Life’s most persistent and urgent question is, what are you doing for others?
- Martin Luther King
My working life began at 14, when I eagerly quit school to pursue a promising career at Hungry Jack's. Not sure if anyone remembers the tiny but busy Hungry Jack's on Flinders Street Station in Melbourne, now long gone…
Hungry Jack's had a strict policy on how long a burger could remain on the shelf before being sold. The limit was a few minutes and I made it my personal crusade to “rescue” each disqualified burger.
Oh to have that kind of metabolism again!!
Following that bold career move, I progressed to the Golden Arches. During my brief stint there, I was constantly berated for “not mopping the floor properly”.
This lead to a move to a five star restaurant, where I claimed to be 16 years old to get the job.
However, after spilling red wine on a white tablecloth at a function and dropping a plate into someone’s lap in one day, I quit in a flood of traumatised tears.
My teenage mind rationalised the situation in the following manner:
Working in hospitality= serving people who are really mean when you mess up = I quit!
Later on, at 15, I was hired as a trainee in the HR department of the Coles Myer Head Office. This opened up my eyes to the corporate world and a different kind of “serving”.
Fast forward almost two decades and I’ve now come to the conclusion that serving can be looked at in so many different ways.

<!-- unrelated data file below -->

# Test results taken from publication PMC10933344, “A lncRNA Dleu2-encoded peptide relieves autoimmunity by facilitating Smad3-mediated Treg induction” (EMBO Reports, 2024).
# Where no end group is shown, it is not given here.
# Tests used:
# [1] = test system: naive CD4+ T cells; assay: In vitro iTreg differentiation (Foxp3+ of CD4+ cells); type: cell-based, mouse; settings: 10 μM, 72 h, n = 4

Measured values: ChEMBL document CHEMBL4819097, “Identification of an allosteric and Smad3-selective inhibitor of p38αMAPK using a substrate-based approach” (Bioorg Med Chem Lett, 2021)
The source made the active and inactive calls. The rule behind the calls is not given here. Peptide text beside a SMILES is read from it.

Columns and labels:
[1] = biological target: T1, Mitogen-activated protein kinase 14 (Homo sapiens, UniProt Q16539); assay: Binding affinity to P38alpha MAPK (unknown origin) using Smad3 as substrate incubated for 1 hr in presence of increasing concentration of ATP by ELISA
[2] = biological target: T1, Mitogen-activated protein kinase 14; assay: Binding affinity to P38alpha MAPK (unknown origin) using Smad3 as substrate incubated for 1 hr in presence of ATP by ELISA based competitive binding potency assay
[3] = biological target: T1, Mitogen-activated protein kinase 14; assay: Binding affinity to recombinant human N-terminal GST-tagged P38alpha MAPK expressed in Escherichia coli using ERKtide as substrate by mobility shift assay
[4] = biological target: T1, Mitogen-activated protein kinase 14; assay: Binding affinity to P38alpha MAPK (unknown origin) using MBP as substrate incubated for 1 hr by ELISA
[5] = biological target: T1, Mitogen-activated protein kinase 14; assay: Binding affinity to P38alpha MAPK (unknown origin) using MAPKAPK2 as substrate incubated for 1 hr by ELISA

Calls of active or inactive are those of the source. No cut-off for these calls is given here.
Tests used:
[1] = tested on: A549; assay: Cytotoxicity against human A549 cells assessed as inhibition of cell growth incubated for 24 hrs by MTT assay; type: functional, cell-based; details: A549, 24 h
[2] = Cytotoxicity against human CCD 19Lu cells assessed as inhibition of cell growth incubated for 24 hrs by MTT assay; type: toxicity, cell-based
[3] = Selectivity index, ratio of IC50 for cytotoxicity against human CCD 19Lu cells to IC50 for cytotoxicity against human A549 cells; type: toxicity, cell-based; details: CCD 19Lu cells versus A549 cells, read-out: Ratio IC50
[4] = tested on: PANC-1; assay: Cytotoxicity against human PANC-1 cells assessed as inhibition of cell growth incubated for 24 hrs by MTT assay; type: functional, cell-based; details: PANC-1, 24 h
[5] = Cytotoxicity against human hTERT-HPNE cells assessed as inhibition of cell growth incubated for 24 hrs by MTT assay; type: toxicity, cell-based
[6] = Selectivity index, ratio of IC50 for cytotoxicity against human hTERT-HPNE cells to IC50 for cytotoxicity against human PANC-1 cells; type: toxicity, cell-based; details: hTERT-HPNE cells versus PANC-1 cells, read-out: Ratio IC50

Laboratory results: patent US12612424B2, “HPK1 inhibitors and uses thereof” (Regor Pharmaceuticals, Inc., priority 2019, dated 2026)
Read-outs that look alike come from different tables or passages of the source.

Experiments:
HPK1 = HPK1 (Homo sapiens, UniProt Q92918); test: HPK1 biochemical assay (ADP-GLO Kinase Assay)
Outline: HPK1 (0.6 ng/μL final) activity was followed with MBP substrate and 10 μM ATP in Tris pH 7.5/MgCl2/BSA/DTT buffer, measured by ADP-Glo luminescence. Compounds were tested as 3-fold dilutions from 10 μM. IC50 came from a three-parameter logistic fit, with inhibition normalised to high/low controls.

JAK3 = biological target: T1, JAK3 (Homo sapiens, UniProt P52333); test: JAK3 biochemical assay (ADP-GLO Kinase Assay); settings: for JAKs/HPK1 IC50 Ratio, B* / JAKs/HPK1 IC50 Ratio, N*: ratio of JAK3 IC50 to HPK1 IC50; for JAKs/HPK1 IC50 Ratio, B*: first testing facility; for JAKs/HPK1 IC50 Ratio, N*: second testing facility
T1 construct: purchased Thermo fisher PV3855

It also doesn’t stop the higher you climb the ladder. In fact, it can be a catalyst for better performance and leadership.
In his book Leadership from the Inside out, Kevin Cashman wrote:
Ultimately a leader is not judged by how well he or she leads, but by how well he or she serves. All value and contribution is achieved through service.
I find the notion of serving others is more about treating others as you’d like to be treated. To me, it means treating each and every person I come across with respect.
It doesn’t matter if they are mopping the floor or are the king of a small country.
The TV series ‘Undercover Boss’ is a great example of how much closer to the business senior leaders can get when undercover.
The thing is, truly great leaders get that kind of engagement and loyalty from their staff while donning the power suit, too.
Another aspect of serving is paying it forward; doing things for people without expecting anything in return, and looking to be of service in every interaction.
I’ve worked for managers who took the intimidation approach and for ones who led by inspiration, from a place of genuinely caring about others.
Just the other day, I was drawing on those experiences while explaining to my son the concept of “attracting more bees with honey than with a stick”.
Well actually, I think that was a mash up of the bees/honey and carrot/stick proverbs but what the hey, he got the point.
Human nature dictates that we put ourselves first, which is perfectly normal.
However, the more you can focus on what you can do for others, the more effective you will be as a team member and leader.
The nice feeling is a bonus.
About the author
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